Like Buckaroo Bonzai, my life tends to go in eight directions at once. My father was a machinist, who liked to tinker with things and was somewhat of an amateur inventor. My mother was a workaholic and has always been a hoarder. My sister, older than me, likes to collect books and fantasy figurines and assorted knick knacks. My brother, also older than me, is heavily into gardening now, but has always owned exotic pets and novelty items. So I grew up in a world where nothing got thrown out because it could be fixed or adapted to somthing else, or it was collectible, or exotic, or just because you might need it someday. All of this became second nature to me, and when I joined the Navy, my nickname became “Packrat”, because I tended to accummulate anything that might prove useful in the future. (I always fancied myself to be like “RADAR” O’Rielly from M*A*S*H).
This habit did not go away once I got out of the Navy, but only amplified itself. After the Navy, I went off to college and got an apartment, because a dorm room just didn’t have enough space. As an Engineering student with artistic hobbies, I tended to collect a number of different types of things: I collected books, both science fiction and non-fiction, any discarded electronics that could be used to make robots or other engineering projects, games, and LEGOs for my artistic building projects.
Sometime in the middle of my being in college, I began to read and study Zen, and was thusly directed toward the concept of minimalisation. In the beginning, I thought of it only as an abstract idea, with much scorn and disdain. Why would I possibly want to get rid of things? Everything can be used for more than its intended purpose, and you never know when you might need to use such-and-such, even if you haven’t used it for five years. I was a packrat, but at least I was an organized packrat. I knew most of what I had, and could put my hand on it in under five minutes.
But things changed, and I had to move to a smaller apartment, and things had to be boxed up, and put into storage. Then after a while I got laid off, college got put on hold, and I had to move back in with my now widowed mother. Without my dad’s constant upkeeping, the house had spiraled into a hoarder’s paradise, and my mother had no clue what to do with it. So then adding my collection of stuff (enough to fill a 2-bedroom house) into her packed 4-bedroom house, we created a log jam. Most of my stuff sits in boxes in either my bedroom or the den, and hers takes up 3 bedrooms, the garage, an outdoor shed, the back porch, and the front foyer. And I still have stuff in two storage units I am paying monthly fees to hold.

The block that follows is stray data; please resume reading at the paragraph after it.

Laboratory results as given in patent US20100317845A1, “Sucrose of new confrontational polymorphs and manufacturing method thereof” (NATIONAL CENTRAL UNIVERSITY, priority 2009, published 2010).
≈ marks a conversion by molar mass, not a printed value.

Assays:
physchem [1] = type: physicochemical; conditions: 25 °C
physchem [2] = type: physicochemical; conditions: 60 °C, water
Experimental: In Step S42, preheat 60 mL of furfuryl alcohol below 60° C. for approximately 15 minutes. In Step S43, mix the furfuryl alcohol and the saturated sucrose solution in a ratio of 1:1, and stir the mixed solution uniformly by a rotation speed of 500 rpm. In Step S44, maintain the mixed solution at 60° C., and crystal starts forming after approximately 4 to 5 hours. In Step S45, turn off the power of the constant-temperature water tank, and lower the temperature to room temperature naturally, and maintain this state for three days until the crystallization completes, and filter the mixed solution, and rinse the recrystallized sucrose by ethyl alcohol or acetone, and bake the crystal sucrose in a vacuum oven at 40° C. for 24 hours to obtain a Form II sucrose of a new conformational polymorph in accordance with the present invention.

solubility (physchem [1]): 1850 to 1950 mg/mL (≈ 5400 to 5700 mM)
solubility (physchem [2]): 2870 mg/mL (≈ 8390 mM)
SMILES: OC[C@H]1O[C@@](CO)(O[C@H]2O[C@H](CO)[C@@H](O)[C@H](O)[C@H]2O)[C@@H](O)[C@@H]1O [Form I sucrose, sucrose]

Having lived this way for a couple months now, and trying to declutter the house, I now realize how much this stuff weighs you down and ruins your life. I am giving up my packrat ways, and going minimalist, but at the same time, I am having to battle my mother’s hoarder habits. For instance, even though she agrees with me that we need to get rid of things, she still routinely drives around and picks other people’s junk up off the curb and brings it home, and still goes out looking at garage sales instead of holding our own.
My plan of action is simple. Systematically go through each room of the house and designate a proper ‘home’ for things, and remove anything that doesn’t fit in that category. Once things are a little better organized, broken and or redundant items will be purged. (My mother doesn’t have my organizaional skills, so when she misplaces something and then needs to use it, she simply goes out and buys another.) After that phase, then I can start removing unused but good items. My preferred method for this type of cleaning is to take everything out of a room (and clean it well) and then only put back the items you want there. Do this room-by-room and eventually you will have an orderly house with a pile of useless junk outside.
So, this is my personal journey from Packrat to Minimalist, working to overcome a lifetime a hoarder tendencies, and dealing with someone who still has them.